It is one of the most common refractive disorders where the eyes see far off objects in a blurry manner. It is usually diagnosed between the ages of 8-12 and the symptoms begin to show when children have difficulty seeing the blackboard. Diagnosis is through a comprehensive optical exam and the disorder is treated with corrective lenses or reflective surgery for a permanent solution.


How Is Nearsightedness Treated In Children?

It is still controversial whether progressive nearsightedness in children can be slowed down. Some recent studies suggest that the use of atropine combined with bifocals slows the progression of myopia. Children with nearsightedness can wear eyeglasses. They can also start wearing contact lenses when they are responsible enough to take care of them. Eye specialists rarely recommend contact lenses before a child enters his or her teens. Talk to your child's eye doctor to find if contact lenses can help your child.

Can Nearsightedness Be Prevented?

Since nearsightedness is often inherited, it is not totally possible to prevent it. However, there are steps you can take to minimize its effect. Make sure your child is examined early, especially if there is a family history of progressive nearsightedness or other eye conditions. If it is uncomfortable for him or her to watch television from a standard distance, your child may already be developing nearsightedness and needs an eye exam.


People who are short-sighted have what is called a refractive error. In people with myopia, the eyeball is too long or the cornea has too much curvature, so the light entering the eye is not focused correctly. Images focus in front of the retina, the light-sensitive part of the eye, rather than directly on the retina, causing blurred vision.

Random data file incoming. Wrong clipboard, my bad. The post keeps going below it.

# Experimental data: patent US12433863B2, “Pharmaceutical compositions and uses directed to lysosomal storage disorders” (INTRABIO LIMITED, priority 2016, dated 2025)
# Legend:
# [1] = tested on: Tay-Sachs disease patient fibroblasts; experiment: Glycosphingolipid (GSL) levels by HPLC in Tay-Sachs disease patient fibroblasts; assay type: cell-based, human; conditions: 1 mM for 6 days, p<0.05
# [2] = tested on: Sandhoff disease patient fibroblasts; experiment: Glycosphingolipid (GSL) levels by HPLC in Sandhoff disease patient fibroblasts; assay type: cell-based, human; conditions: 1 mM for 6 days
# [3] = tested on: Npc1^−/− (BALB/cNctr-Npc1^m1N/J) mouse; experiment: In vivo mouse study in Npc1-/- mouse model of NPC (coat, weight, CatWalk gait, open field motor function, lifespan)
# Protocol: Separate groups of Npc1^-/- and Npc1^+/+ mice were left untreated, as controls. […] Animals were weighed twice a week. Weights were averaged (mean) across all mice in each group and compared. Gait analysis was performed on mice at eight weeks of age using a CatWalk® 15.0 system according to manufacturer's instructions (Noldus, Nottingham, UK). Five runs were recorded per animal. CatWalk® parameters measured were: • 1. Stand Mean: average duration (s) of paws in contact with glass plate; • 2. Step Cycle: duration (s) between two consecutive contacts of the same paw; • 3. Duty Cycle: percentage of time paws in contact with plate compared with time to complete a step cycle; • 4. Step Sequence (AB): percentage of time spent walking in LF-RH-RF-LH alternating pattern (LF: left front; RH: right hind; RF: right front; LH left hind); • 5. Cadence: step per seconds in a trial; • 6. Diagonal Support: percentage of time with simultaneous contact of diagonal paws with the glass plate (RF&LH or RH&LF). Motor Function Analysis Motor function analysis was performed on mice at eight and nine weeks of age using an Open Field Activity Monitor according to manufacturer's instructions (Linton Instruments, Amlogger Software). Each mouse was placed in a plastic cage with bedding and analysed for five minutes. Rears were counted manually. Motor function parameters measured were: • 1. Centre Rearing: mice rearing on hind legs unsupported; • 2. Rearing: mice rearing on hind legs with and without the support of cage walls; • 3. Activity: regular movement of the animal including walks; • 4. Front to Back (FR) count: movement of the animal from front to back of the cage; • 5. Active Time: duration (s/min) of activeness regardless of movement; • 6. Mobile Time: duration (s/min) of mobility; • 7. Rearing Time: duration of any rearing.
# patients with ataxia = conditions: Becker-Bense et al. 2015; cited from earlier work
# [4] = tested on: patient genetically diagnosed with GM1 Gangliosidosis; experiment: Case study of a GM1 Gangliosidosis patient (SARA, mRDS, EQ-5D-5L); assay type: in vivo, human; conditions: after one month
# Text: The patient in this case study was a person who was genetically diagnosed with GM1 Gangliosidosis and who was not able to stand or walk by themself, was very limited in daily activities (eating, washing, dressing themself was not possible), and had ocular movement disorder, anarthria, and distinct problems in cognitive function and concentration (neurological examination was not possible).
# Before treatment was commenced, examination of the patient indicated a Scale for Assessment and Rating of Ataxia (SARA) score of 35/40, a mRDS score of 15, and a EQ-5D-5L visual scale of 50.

There are three main symptoms that a parent is likely to notice:

  • Headaches
  • Eye Strain
  • Squinting and eye fatigue

Depending how far the disease has progressed, other symptoms can include:

  • Cloudiness of the cornea, the normally clear front layer of the eye
  • Enlargement of one or both eyes
  • Red eye


Glasses, contact lenses, or refractive surgery can correct myopia.

With myopia, your prescription for glasses or contact lens is a negative number, such as -3.00. The higher the number, the stronger your lenses will be. The prescription helps the eye focus light on the retina, clearing up the vision.

Refractive surgery can reduce or even eliminate your dependence on glasses or contact lenses.